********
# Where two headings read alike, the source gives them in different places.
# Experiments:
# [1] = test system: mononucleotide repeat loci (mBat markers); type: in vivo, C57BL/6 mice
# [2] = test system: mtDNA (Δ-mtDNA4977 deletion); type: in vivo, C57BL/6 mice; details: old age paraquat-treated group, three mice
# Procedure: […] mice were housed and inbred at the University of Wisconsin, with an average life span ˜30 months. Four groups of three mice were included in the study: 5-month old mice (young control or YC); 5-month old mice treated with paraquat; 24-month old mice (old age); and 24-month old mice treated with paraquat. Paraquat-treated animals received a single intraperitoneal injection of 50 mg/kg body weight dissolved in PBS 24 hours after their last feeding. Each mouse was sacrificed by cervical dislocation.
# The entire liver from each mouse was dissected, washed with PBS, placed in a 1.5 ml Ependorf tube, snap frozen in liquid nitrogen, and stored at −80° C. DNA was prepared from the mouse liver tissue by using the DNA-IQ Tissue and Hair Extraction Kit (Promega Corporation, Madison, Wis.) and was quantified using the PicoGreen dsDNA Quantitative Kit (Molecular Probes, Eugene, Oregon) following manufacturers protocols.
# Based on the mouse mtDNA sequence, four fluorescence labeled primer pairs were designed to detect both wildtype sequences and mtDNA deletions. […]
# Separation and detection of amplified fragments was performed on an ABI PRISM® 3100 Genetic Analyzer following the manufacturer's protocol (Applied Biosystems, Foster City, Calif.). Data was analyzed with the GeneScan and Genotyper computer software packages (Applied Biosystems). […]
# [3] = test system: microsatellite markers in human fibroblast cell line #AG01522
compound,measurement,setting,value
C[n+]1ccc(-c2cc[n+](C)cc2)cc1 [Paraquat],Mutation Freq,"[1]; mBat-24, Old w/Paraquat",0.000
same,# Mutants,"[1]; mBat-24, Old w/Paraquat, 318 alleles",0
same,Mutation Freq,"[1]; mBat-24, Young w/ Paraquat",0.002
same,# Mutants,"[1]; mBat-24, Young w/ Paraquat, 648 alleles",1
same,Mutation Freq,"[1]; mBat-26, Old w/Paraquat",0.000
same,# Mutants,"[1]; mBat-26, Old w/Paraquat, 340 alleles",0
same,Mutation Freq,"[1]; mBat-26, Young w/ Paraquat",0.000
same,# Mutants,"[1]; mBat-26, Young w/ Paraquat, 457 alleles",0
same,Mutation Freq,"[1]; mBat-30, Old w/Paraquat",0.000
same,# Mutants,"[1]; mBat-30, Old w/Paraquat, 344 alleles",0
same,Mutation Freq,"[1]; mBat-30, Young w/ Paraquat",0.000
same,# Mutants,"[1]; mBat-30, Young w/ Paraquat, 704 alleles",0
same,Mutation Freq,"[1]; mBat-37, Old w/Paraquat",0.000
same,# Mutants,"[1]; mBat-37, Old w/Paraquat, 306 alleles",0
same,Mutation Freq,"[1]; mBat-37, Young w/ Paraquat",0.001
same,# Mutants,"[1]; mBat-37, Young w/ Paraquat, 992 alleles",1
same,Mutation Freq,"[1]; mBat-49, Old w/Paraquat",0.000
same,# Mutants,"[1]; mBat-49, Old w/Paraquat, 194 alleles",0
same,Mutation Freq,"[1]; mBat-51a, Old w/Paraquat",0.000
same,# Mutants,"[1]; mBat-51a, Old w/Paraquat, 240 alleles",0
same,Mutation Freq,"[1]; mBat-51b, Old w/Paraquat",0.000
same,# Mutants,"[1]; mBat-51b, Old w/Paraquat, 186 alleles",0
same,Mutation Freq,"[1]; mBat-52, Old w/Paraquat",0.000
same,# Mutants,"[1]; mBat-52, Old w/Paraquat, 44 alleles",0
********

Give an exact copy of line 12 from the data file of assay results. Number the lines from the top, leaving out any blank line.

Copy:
same,# Mutants,"[1]; mBat-24, Old w/Paraquat, 318 alleles",0